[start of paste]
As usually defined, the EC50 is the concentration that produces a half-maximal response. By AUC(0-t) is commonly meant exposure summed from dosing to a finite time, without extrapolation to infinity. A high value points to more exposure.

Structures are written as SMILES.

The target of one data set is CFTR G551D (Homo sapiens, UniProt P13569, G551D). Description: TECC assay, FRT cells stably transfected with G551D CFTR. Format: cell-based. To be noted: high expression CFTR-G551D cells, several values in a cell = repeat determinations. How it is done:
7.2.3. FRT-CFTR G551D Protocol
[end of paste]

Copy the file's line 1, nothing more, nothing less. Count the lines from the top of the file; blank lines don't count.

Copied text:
As usually defined, the EC50 is the concentration that produces a half-maximal response. By AUC(0-t) is commonly meant exposure summed from dosing to a finite time, without extrapolation to infinity. A high value points to more exposure.